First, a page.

National guidelines recommend that the concentration of selenium be no greater than 1ug/L in freshwaters.
What is it?
Selenium is a naturally-occurring element in many different kinds of minerals, especially those associated with sedimentary rocks, shale, coal and phosphate deposits. Selenium-containing minerals are often found in rocks that contain commonly mined metals like copper, zinc and lead.
Selenium does not break down in the environment and accumulates in living organisms. In water, selenium takes different forms, including selenate (SeO4), selenite (SeO3), and organic selenium forms. Selenium often becomes incorporated into the sediment at the bottom of lakes and rivers, and can be released back into the water depending on how much oxygen is available and the presence of other elements.
Why does it matter?
Selenium is toxic to aquatic organisms, including fish, and the birds and animals that eat them. High concentrations of selenium in drinking water can also be toxic to humans.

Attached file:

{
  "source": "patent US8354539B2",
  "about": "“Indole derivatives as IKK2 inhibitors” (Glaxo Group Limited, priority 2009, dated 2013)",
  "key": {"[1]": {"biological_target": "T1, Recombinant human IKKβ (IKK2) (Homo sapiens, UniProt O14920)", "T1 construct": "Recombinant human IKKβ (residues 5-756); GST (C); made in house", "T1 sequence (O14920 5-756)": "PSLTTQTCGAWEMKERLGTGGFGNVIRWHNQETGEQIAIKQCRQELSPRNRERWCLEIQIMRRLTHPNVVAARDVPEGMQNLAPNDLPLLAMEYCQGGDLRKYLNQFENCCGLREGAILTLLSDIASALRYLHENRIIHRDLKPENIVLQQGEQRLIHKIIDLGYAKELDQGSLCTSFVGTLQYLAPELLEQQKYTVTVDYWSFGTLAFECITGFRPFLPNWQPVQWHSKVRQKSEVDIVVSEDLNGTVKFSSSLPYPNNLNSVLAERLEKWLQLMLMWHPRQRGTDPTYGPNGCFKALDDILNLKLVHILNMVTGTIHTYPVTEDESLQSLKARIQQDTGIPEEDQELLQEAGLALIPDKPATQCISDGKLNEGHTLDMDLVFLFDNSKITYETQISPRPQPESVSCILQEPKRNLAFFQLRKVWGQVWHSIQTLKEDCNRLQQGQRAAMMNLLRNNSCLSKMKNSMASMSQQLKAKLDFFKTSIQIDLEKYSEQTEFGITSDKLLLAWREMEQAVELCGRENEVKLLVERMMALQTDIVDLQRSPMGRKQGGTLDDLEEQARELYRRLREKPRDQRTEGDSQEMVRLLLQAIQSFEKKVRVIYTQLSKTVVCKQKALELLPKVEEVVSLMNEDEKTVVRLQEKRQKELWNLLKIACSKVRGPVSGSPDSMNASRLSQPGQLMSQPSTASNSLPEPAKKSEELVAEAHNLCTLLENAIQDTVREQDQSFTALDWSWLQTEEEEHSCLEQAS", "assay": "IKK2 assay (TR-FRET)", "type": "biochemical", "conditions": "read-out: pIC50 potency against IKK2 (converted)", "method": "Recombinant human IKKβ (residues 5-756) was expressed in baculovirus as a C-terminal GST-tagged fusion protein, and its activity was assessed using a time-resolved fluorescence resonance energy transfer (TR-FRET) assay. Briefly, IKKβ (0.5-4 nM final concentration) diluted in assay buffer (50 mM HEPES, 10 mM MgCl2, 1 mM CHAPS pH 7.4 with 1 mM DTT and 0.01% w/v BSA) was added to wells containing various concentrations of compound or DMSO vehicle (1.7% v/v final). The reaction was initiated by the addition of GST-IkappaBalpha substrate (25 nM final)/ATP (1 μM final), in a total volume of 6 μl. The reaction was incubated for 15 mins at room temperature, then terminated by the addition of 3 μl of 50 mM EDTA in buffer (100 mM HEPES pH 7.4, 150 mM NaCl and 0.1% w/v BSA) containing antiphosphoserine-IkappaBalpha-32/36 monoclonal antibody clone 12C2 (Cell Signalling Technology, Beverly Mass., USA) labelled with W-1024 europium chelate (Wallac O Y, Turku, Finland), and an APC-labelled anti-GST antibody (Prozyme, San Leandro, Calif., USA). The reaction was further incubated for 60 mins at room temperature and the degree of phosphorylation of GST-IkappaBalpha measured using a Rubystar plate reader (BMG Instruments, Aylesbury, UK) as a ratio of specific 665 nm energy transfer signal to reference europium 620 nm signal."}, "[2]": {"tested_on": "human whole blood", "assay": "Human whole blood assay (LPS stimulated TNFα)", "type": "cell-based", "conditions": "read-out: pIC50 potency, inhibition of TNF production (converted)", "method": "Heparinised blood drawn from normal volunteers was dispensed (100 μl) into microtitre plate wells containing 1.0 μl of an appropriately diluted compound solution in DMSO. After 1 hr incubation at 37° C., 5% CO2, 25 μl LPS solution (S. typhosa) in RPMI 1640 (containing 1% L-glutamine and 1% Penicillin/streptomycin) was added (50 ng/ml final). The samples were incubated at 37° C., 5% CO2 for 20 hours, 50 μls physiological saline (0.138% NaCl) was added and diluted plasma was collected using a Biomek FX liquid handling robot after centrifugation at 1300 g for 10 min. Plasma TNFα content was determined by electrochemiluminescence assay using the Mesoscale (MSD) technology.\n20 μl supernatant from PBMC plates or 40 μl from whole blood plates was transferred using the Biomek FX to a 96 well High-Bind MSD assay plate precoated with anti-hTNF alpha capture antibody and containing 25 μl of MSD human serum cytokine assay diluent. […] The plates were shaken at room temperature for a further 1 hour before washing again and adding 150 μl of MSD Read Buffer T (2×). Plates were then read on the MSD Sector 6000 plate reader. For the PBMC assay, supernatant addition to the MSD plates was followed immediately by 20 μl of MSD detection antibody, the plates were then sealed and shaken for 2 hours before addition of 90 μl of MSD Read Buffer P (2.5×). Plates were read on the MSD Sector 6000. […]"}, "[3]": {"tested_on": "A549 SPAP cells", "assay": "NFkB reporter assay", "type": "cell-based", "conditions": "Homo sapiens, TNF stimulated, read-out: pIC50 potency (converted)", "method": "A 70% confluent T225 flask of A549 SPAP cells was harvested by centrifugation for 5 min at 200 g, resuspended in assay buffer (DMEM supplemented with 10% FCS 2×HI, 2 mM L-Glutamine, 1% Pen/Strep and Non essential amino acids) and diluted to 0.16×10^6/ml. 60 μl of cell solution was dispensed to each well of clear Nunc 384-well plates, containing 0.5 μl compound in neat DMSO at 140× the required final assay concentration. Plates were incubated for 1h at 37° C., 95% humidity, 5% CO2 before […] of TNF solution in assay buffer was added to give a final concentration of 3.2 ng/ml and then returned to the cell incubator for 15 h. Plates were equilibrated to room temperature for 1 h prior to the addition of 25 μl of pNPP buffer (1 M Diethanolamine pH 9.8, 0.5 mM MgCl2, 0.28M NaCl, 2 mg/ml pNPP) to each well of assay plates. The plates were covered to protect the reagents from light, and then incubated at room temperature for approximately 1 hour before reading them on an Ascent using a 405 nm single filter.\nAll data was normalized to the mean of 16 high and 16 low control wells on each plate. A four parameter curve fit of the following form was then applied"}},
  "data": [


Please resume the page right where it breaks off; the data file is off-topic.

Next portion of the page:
Selenium accumulates in the tissues of organisms over time, which is referred to as bioaccumulation. This happens more readily in slow moving streams, lakes and wetlands compared with fast moving rivers (although it does occur in both).
The form that selenium takes in water is influenced by the amount of oxygen available, as well as the presence of other elements. Microbes (tiny organisms, like bacteria) can convert inorganic selenium to organic forms. Organic forms of selenium are more toxic to fish and bugs because they are more easily absorbed (or bioavailable).
How is it measured?
Selenium is measured in water and sediment samples sent to a laboratory for analysis, often as part of a “metals suite” that measures multiple elements.
In water, the relative amount of selenium associated with particles can be determined by comparing filtered (dissolved) and unfiltered (total) sample results. Selenium can also be measured in fish tissues and in other aquatic organisms.